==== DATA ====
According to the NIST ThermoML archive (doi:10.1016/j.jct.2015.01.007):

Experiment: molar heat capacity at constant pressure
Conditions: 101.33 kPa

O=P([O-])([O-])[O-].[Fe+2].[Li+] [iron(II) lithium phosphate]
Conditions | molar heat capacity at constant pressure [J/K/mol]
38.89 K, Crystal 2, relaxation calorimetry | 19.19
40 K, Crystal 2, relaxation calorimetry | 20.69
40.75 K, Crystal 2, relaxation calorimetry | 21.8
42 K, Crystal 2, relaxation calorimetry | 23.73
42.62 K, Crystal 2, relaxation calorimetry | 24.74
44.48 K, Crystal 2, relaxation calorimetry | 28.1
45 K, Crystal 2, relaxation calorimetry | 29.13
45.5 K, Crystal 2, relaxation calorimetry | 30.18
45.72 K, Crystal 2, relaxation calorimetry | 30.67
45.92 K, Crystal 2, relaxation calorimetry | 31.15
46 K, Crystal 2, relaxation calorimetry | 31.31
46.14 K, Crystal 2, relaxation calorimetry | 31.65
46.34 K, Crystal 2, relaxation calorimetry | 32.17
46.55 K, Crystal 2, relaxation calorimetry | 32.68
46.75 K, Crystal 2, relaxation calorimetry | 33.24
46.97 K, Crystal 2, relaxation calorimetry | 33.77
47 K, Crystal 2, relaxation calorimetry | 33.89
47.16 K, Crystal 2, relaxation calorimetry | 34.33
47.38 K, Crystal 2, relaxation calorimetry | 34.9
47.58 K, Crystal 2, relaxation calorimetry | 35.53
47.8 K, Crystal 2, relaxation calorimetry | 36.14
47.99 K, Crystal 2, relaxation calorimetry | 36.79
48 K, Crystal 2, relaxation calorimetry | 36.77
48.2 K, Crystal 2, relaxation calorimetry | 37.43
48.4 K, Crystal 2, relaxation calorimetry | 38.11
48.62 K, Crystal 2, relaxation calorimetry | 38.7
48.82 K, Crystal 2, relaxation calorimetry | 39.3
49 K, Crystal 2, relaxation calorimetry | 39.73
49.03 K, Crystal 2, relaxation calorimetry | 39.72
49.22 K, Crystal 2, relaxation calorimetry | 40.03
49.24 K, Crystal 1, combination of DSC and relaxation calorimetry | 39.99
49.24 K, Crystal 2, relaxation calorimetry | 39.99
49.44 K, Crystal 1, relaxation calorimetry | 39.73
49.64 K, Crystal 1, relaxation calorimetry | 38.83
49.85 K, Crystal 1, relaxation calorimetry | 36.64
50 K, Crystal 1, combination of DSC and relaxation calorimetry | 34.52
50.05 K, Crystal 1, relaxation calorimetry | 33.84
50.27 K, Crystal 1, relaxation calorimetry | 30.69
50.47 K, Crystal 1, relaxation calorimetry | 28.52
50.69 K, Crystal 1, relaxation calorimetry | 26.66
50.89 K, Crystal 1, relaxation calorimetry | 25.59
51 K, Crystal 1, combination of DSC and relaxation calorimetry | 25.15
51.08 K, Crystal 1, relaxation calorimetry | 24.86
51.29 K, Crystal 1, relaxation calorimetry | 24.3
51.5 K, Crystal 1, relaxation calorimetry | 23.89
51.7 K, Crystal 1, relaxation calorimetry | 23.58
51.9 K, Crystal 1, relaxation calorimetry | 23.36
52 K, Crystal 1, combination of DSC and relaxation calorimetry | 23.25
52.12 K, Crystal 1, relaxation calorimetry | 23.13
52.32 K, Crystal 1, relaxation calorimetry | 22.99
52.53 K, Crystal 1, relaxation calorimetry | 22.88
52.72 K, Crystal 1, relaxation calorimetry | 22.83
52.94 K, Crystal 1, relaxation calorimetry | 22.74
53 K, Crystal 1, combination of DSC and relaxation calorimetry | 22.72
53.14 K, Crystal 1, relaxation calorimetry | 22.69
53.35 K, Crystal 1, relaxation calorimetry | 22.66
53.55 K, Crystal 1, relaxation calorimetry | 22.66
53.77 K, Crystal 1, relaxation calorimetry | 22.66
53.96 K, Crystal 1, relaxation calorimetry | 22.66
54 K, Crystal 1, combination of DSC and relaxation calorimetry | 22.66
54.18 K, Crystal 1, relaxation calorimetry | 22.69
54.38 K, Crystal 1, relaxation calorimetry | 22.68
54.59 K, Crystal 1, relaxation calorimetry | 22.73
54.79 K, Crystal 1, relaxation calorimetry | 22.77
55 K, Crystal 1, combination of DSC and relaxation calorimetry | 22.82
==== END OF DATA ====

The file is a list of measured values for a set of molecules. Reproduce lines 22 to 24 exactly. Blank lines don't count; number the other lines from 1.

47 K, Crystal 2, relaxation calorimetry | 33.89
47.16 K, Crystal 2, relaxation calorimetry | 34.33
47.38 K, Crystal 2, relaxation calorimetry | 34.9